Trials

  • February 14, 2018

    Ex-UCLA Doctor Seeks $16M As Gender Bias Trial Wraps

    A former UCLA oncologist asked a Los Angeles jury on Wednesday for nearly $16 million in her suit alleging she was retaliated against for complaining about gender-based discrimination, while the school’s governing body argued that she made her own decision to leave the program.

  • February 14, 2018

    Calif. Court OKs Doc's Injury Verdict, Nixes $2.9M Fees Award

    A California appeals court on Tuesday affirmed a jury’s decision to award a medical technician $225,000 in a suit accusing a doctor of sexual battery, but reversed a trial judge’s award of $2.9 million in attorneys’ fees, saying a doubling of fees may not have been fair.

  • February 14, 2018

    Doc’s Trial Win Preserved In Case Over Botched Biopsy Death

    A Pennsylvania appellate court declined Wednesday to revive a suit brought by the husband of a deceased patient who blamed a bungled biopsy for his wife’s death, ruling that the trial court judge had decided correctly on several evidence-related questions regarding the trial.

  • February 14, 2018

    Judge Accused Of $1.4M Fraud Knew What To Say: Feds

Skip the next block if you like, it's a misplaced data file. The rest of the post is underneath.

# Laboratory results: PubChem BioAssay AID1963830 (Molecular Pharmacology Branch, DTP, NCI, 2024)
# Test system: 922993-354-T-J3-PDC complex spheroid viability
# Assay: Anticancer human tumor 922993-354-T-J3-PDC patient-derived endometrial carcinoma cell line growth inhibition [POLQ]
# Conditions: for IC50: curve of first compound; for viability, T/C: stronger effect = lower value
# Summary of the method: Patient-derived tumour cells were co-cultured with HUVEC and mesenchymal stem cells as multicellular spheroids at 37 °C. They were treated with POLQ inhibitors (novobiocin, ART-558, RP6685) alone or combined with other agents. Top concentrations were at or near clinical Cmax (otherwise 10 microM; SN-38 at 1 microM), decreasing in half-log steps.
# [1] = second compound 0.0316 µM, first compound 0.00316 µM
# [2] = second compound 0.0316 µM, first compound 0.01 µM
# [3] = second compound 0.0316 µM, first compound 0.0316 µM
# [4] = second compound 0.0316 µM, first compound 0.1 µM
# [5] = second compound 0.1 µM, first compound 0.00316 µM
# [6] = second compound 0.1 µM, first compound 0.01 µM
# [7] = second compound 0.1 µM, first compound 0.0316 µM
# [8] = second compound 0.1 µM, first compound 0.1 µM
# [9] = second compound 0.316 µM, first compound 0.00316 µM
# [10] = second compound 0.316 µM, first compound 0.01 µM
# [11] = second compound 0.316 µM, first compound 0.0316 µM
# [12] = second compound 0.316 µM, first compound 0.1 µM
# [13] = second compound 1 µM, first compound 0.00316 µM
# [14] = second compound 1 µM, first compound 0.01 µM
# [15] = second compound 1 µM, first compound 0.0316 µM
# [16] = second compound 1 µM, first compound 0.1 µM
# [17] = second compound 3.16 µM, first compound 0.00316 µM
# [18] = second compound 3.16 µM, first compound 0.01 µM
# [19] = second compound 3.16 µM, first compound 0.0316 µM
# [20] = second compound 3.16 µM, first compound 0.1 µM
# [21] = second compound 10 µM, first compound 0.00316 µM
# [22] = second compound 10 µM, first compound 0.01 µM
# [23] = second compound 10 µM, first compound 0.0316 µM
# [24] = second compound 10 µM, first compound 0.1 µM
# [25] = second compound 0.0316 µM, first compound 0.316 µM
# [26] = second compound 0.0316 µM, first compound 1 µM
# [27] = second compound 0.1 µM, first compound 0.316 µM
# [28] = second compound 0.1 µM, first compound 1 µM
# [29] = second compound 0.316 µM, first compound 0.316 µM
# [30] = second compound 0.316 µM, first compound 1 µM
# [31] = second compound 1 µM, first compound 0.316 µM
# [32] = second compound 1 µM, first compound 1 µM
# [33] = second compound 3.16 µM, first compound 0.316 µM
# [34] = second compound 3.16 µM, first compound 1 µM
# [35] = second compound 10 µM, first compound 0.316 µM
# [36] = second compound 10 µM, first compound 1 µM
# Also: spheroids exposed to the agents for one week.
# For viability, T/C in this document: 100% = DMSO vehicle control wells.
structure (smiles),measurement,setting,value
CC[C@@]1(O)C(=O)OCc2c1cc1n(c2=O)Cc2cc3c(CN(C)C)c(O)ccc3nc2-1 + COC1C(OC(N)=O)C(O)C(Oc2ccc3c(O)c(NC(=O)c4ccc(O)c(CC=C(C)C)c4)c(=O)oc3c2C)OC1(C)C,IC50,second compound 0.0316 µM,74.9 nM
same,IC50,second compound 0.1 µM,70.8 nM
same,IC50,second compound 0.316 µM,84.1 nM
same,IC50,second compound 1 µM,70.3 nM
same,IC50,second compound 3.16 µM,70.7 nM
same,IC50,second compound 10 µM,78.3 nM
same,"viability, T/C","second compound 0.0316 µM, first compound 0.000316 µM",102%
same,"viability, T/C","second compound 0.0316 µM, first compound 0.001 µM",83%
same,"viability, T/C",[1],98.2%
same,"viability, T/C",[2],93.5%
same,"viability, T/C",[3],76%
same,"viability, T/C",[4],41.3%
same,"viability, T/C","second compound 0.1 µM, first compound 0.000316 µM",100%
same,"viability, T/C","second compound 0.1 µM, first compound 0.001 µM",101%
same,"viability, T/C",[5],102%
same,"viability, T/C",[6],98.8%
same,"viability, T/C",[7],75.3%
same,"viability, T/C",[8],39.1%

A Chicago circuit court judge had been an attorney and realtor for years when she allegedly orchestrated a $1.4 million mortgage fraud scheme involving two homes she owned, prosecutors told an Illinois federal jury Wednesday.

  • February 14, 2018

    Feds Want 11-Year Sentence For Armored Truck Fraudster

    Federal prosecutors on Wednesday urged a Virginia federal judge to sentence the CEO of a now-defunct military contractor to more than 11 years in prison for providing faulty armored trucks under federal contracts, arguing the tough sentence is warranted since the fraud endangered lives of American soldiers.

  • February 14, 2018

    Facing Punitive Damages, BofA Settles With Fired Worker

    Bank of America NA reached a confidential settlement late Tuesday night with a former client manager after a California federal jury found the bank had illegally blacklisted and defamed her, resolving the dispute before the jury could deliberate on the amount of punitive damages the bank would have to pay.

  • February 14, 2018

    11th Circ. Affirms 11-Year Stint For $80M Eli Lilly Drug Theft

    The Eleventh Circuit on Tuesday affirmed the 11-year sentence of a man convicted of stealing an estimated $80 million worth of pharmaceuticals from an Eli Lilly and Co. warehouse in Connecticut, saying there’s no evidence his lawyer was ineffective or that the lower court improperly calculated Eli Lilly’s loss.

  • February 14, 2018

    Leason Ellis Scores Ex-Venable IP Litigator In NY

    Leason Ellis LLP has added an intellectual property litigator with more than 35 years of experience in patent litigation, according to the firm. 

  • February 14, 2018